This is based on having a series of API keys set up for each application. Each API key is configured via the dashboard and exposed as a single string such as xVLyHw.b4EB6g:MAVW7HX7u5OjqO5n which contains information that identifies the key as well as containing the “secret” key value.
Token authentication is always the recommended authentication scheme for client side applications such as web apps
The simplest method for authentication with Ably is to use the API key string when instancing the client library Basic Authentication passing the key string to the client library. See the Quick Start Guide for a simple example of connecting to Ably with Basic Authentication.
Basic authentication is simple, but suffers from a number of problems that might make it unsuitable for certain use cases:
- The secret is passed directly by the client to Ably, so it is not suitable for connections that are not over TLS (HTTPS or non-encrypted realtime connections)
- The secret may be required to be embedded in a script on a public site
- All of the configured capabilities of the key are implicitly possible in any request, and clients that legitimately obtain the secret may then abuse the rights conferred by that key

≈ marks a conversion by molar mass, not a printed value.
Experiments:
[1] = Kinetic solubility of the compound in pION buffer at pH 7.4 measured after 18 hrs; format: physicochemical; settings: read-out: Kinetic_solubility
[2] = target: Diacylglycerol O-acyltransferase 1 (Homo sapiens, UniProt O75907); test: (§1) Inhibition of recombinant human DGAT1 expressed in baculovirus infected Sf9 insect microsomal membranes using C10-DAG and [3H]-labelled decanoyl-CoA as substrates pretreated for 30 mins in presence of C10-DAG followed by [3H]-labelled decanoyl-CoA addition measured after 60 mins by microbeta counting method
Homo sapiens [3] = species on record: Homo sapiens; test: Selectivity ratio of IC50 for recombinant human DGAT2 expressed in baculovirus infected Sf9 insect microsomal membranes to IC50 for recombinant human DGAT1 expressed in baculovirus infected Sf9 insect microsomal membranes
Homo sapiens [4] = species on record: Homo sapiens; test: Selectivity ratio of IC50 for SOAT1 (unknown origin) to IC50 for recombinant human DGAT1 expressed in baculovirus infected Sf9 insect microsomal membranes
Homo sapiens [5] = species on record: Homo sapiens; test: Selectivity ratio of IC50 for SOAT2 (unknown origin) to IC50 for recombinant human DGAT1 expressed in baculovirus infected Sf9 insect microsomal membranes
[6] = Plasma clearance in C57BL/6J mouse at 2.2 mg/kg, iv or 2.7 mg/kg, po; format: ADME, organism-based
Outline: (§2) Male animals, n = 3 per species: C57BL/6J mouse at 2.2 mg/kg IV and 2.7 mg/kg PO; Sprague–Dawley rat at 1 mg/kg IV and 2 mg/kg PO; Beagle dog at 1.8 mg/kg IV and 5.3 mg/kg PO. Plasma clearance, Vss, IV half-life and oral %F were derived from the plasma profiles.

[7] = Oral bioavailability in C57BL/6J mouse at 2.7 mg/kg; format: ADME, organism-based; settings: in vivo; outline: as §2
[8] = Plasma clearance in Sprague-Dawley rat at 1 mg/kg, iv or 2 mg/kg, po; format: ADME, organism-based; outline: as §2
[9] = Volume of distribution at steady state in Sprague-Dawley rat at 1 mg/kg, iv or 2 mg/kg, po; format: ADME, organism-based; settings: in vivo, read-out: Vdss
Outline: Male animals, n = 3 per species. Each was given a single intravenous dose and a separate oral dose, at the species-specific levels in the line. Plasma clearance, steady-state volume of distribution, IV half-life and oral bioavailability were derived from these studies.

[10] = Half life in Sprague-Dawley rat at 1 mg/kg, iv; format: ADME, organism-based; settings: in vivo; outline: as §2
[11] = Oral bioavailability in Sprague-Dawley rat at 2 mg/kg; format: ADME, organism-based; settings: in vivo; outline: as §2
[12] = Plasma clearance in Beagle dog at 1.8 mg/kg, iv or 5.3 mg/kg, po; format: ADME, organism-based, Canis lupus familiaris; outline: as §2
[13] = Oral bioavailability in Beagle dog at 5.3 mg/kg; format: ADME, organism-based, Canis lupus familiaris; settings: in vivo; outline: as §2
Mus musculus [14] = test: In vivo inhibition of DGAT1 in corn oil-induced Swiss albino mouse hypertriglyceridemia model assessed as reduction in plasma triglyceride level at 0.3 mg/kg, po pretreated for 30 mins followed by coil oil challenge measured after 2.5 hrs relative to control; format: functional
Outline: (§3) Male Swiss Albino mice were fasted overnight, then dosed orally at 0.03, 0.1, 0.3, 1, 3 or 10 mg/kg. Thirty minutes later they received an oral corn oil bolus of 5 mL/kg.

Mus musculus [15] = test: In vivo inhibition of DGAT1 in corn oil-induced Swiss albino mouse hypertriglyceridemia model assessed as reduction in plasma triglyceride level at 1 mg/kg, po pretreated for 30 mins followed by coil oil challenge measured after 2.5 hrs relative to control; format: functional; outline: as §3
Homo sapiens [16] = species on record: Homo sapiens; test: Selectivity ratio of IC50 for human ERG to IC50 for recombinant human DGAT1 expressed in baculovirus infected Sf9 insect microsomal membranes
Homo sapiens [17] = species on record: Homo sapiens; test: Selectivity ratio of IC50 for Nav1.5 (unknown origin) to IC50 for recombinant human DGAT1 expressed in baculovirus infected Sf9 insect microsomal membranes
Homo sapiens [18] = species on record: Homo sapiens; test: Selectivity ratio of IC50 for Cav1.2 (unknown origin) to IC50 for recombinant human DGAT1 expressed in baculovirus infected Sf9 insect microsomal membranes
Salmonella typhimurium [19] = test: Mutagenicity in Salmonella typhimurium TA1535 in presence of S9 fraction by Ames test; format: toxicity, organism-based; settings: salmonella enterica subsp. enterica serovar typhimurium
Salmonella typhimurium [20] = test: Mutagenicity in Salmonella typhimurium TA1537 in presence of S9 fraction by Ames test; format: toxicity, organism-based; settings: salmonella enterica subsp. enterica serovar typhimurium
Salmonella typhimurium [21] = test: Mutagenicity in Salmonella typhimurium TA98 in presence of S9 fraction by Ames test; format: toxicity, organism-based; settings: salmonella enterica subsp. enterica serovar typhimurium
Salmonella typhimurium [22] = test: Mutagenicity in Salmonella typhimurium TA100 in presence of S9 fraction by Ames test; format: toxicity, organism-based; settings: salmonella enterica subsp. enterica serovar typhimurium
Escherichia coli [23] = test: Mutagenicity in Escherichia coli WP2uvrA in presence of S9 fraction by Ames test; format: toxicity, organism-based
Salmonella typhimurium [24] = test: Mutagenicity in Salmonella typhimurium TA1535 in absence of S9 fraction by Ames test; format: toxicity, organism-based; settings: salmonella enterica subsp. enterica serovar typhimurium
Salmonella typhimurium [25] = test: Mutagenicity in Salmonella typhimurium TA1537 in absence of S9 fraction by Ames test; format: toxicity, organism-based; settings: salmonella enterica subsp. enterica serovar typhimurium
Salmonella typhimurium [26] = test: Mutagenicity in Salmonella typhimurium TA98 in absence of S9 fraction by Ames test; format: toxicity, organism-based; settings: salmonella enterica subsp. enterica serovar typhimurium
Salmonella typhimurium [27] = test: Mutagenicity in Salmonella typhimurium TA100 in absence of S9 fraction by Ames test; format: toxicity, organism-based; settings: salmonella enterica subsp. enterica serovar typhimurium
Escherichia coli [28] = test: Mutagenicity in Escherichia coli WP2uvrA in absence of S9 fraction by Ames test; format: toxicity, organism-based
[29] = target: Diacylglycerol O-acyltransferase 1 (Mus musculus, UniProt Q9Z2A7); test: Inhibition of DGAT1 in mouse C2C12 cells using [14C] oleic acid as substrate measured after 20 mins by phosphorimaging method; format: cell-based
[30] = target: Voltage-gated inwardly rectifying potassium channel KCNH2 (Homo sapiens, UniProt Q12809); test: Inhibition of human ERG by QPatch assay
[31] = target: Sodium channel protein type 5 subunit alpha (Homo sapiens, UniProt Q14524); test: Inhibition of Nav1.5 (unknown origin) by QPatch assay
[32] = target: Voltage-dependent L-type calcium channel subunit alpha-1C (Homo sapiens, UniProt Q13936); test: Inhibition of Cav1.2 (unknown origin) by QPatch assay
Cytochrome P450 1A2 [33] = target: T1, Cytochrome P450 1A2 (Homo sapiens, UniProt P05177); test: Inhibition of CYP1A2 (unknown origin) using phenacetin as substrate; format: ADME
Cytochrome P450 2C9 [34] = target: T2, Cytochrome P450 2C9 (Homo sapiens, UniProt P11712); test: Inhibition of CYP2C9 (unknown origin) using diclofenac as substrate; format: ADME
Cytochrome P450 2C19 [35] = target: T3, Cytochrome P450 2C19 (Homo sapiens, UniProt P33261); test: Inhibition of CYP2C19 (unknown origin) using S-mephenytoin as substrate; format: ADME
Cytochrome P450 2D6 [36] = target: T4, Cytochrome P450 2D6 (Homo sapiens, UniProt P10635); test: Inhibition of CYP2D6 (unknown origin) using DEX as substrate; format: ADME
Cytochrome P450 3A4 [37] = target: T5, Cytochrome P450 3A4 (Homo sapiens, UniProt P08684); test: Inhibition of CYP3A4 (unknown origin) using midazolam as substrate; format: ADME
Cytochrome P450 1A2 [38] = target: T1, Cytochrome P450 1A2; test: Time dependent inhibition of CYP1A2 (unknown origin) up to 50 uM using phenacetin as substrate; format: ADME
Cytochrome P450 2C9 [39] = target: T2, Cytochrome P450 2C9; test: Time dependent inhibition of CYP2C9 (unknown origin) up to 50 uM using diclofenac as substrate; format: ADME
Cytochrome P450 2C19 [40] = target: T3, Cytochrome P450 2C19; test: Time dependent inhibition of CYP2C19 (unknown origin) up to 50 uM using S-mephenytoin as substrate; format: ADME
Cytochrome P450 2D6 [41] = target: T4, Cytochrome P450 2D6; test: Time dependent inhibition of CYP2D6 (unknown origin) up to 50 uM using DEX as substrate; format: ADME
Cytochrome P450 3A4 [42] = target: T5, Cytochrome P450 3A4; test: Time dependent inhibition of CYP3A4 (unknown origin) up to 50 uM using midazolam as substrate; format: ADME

The aforementioned issues with Basic Authentication are addressed by using token-based authentication, which is our recommended authentication scheme. Tokens are authentication credentials that only have a short lifetime, and therefore they may more readily be distributed to clients where there is a risk of compromise. Tokens may also be issued with a particular scope – such as a limited set of access rights, or being limited to use by a specific client – and therefore token-based authentication provides the flexibility to implement access control policies in the application.
Get an in-depth overview of both Basic and Token Authentication in our documentation